How Solar is Attracting Funding as ESG gains focus amongst venture capitalists

You are currently viewing How Solar is Attracting Funding as ESG gains focus amongst venture capitalists

It would have been hard to believe if someone would have said a decade ago that crude oil firms, the ones that sit on piles of invaluable crude oil, would be investing in solar or renewable businesses

While this switch from traditional energy sources to renewable is global, India too has seen its fair share of sustainable moves. For example, Reliance, the Indian oil conglomerate, announced in its AGM held in 2021 that the company would invest close Rs. 75,000 cr in clean energy and will be building four Giga factories.

Not just announcement, but the company soon acted upon it and acquired REC Solar Holdings AS (REC group) from China National Bluestar (Group) Co. Ltd at an enterprise value of $771 million and another 40% stake in Sterling & Wilson Solar Ltd, a Shapoorji Pallonji Group (SP Group) company, for about ₹2,845 crores.

Such has been the turn of times in the last few years that the investor community has been in the driver’s seat in forcing corporations and businesses to take “Green Decisions” ending the notion that sustainability is a fad.

Startups paint them Green too

Green. business has seen such strong investment flows that it has changed the complete investment narrative more towards climate change solutions. This has been well aided by a favourable regulatory landscape and the availability of scalable climate ventures.

Climate and Physical Risk Call For Urgency: Regulations and Stakeholders Activism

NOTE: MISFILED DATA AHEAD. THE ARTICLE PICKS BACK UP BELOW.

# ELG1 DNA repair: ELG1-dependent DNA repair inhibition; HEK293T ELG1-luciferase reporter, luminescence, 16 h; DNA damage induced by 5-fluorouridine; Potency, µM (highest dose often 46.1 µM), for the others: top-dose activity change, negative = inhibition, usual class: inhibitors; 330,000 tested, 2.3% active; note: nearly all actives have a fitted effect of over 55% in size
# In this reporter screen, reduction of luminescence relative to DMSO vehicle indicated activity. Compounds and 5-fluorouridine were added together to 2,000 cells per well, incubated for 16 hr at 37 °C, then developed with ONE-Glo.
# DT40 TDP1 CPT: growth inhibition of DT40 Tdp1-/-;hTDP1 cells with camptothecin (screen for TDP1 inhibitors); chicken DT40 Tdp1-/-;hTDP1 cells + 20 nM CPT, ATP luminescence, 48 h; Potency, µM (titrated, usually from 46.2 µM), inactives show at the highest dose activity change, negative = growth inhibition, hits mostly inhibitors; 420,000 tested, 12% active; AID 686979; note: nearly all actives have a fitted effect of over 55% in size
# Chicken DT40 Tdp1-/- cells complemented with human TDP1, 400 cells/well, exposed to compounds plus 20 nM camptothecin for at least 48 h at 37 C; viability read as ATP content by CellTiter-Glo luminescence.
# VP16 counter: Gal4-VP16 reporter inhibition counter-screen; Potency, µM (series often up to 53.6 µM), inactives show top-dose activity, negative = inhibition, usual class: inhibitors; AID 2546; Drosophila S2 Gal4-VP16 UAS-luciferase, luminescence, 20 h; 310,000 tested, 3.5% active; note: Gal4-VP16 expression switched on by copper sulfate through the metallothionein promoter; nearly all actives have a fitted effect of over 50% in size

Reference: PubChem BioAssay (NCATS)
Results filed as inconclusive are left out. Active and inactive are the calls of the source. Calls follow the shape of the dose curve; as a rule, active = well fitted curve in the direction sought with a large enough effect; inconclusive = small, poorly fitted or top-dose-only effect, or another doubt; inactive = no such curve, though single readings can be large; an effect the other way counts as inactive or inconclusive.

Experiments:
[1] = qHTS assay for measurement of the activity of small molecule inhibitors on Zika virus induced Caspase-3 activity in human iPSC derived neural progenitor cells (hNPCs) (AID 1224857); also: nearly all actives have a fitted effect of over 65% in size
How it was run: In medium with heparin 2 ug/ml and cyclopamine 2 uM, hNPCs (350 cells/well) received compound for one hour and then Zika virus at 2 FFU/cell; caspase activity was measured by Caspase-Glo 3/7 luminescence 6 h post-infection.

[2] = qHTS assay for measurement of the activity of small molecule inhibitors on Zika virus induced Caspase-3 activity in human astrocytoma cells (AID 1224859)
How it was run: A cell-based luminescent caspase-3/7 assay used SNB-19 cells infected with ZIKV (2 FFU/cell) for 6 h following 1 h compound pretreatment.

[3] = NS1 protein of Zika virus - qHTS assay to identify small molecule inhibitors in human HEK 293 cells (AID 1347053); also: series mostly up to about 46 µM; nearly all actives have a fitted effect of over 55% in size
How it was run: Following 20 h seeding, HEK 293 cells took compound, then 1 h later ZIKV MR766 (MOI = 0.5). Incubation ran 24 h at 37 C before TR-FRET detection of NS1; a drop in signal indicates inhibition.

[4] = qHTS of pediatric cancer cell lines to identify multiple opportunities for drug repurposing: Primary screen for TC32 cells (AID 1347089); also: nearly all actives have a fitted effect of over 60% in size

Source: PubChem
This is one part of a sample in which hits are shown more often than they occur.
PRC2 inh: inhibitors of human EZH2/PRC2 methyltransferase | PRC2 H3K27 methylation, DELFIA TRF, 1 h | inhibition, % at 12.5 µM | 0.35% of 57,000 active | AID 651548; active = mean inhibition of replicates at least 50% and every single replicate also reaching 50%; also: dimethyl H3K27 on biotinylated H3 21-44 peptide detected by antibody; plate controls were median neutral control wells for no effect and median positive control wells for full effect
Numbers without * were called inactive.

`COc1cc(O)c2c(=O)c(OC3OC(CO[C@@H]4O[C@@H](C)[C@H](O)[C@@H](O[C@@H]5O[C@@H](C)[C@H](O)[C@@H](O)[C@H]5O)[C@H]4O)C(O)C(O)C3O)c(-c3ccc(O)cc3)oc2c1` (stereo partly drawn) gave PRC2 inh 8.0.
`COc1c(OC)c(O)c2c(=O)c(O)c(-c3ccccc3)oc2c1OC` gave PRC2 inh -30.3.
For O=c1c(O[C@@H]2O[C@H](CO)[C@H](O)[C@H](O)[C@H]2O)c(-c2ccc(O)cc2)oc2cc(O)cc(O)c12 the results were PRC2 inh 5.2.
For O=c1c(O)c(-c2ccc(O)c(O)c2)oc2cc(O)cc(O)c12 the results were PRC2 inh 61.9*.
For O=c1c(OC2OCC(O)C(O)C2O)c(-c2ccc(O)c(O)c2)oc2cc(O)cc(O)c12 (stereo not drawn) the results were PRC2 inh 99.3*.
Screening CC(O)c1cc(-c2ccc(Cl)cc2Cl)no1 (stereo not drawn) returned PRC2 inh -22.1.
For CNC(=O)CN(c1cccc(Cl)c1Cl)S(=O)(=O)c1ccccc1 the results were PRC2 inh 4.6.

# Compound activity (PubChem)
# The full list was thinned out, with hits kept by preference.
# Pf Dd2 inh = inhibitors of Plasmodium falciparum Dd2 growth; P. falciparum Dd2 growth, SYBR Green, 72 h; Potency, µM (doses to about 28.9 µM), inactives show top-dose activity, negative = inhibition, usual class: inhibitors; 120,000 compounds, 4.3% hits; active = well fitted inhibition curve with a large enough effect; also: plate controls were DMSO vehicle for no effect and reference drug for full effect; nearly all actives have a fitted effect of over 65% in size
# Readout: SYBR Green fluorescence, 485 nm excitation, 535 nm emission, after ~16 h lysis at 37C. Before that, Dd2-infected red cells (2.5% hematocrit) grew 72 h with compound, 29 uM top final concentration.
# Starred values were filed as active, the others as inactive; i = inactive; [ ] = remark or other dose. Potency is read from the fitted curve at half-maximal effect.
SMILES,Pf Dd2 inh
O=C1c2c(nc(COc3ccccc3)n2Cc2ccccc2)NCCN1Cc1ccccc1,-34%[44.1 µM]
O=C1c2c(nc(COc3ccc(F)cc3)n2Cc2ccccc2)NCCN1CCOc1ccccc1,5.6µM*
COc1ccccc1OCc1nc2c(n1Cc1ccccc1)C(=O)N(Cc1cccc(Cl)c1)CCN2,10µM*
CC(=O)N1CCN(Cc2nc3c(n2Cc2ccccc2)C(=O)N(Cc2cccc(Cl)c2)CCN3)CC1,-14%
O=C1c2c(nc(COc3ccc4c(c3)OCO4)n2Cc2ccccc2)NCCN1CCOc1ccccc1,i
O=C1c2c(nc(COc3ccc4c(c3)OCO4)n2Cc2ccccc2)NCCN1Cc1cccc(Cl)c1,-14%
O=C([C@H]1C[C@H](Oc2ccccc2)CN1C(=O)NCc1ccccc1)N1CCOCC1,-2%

While there has been a strong push of funding the business environment and all stakeholders are now creating pressures on businesses to act on climate change. Early this year, two large oil majors lost their battle against climate change activism. A Dutch court ordered Shell to expedite the reduction in its greenhouse gas emissions to 2030 as against 2050, and ExxonMobil faced protest from climate activist shareholders over its failure to set a strategy for a low-carbon future.

And this is not again global closer home, State Bank of India’s decision to invest its green bonds’ proceeds in the Carmichael thermal coal mine in Australia has attracted a lot of flak from its international investors.

Aiding to this also is the evolving regulatory space. While it has been a nascent step, but SEBI has beefed up the disclosure measure regarding ESG compliance especially covering aspects such as resource usage (energy and water). SEBI recently revised its Business Responsibility and Sustainability Reporting (BRSR) framework, requiring the top thousand listed entities by market capitalisation to provide environment-related disclosures. These are expected to boost demand for a set of green companies that provide energy and water efficiency solutions.

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Just like the whole world, In India too, the demand for energy has been growing at a rapid rate. While the capital requirement for setting up solar energy plants is super high, startups are playing their own part in various ancillary fields like components manufacturing, artificial intelligence, machine learning, and analytics so that the transition to sustainable sources can be smoother and more meaningful. In recent years Indian startups have grabbed global investor liking as well. In 2019 Indian startup Amplus Solar was acquired by petroleum giant Petronas for Rs 2,700 crore for its solar energy-as-a-service business model. The fact that it owns 250 power plants, which delivered opexbased pricing to its customers, aided big time for the company. Not just that, Sachin Bansal too pumped in $32 million in Ather Energy, which manufactures electric scooters. Ather energy plans to scale up across different cities over the next two years. With the booming Indian economy and a massive population of over 1.3 bn and with assumptions that the coal reserves of the country will not last beyond 2050, India seems to be in a super place to embrace Solar as its alternative source of energy. This also means that the budding startups around Solar and renewables will be full of opportunities and are expected to grow constantly. There is a massive scope of technological progress where startups would play a major role.